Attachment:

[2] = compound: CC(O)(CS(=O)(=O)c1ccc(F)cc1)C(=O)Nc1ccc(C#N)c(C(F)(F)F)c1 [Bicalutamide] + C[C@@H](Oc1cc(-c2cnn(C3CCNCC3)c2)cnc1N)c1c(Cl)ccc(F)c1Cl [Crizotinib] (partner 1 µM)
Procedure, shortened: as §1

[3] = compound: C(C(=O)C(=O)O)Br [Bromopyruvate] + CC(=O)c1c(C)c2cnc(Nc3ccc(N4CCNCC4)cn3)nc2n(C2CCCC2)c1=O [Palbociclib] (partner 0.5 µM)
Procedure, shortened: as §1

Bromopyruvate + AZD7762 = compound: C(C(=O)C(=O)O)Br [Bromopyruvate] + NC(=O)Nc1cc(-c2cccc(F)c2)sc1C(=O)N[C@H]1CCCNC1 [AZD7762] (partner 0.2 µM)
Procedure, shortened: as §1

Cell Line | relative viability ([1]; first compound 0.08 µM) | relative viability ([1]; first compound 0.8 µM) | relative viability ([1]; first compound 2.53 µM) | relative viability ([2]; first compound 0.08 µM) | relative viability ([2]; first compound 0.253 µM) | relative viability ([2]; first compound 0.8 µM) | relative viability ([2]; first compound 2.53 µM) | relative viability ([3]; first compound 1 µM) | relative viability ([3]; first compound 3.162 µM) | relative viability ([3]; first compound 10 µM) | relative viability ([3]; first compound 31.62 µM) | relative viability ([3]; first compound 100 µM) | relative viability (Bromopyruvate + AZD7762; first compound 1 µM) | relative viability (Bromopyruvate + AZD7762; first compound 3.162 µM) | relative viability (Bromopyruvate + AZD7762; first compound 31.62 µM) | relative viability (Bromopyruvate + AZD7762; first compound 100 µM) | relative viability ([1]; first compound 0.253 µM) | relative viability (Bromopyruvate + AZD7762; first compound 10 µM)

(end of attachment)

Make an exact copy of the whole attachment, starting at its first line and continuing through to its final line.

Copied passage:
[2] = compound: CC(O)(CS(=O)(=O)c1ccc(F)cc1)C(=O)Nc1ccc(C#N)c(C(F)(F)F)c1 [Bicalutamide] + C[C@@H](Oc1cc(-c2cnn(C3CCNCC3)c2)cnc1N)c1c(Cl)ccc(F)c1Cl [Crizotinib] (partner 1 µM)
Procedure, shortened: as §1

[3] = compound: C(C(=O)C(=O)O)Br [Bromopyruvate] + CC(=O)c1c(C)c2cnc(Nc3ccc(N4CCNCC4)cn3)nc2n(C2CCCC2)c1=O [Palbociclib] (partner 0.5 µM)
Procedure, shortened: as §1

Bromopyruvate + AZD7762 = compound: C(C(=O)C(=O)O)Br [Bromopyruvate] + NC(=O)Nc1cc(-c2cccc(F)c2)sc1C(=O)N[C@H]1CCCNC1 [AZD7762] (partner 0.2 µM)
Procedure, shortened: as §1

Cell Line | relative viability ([1]; first compound 0.08 µM) | relative viability ([1]; first compound 0.8 µM) | relative viability ([1]; first compound 2.53 µM) | relative viability ([2]; first compound 0.08 µM) | relative viability ([2]; first compound 0.253 µM) | relative viability ([2]; first compound 0.8 µM) | relative viability ([2]; first compound 2.53 µM) | relative viability ([3]; first compound 1 µM) | relative viability ([3]; first compound 3.162 µM) | relative viability ([3]; first compound 10 µM) | relative viability ([3]; first compound 31.62 µM) | relative viability ([3]; first compound 100 µM) | relative viability (Bromopyruvate + AZD7762; first compound 1 µM) | relative viability (Bromopyruvate + AZD7762; first compound 3.162 µM) | relative viability (Bromopyruvate + AZD7762; first compound 31.62 µM) | relative viability (Bromopyruvate + AZD7762; first compound 100 µM) | relative viability ([1]; first compound 0.253 µM) | relative viability (Bromopyruvate + AZD7762; first compound 10 µM)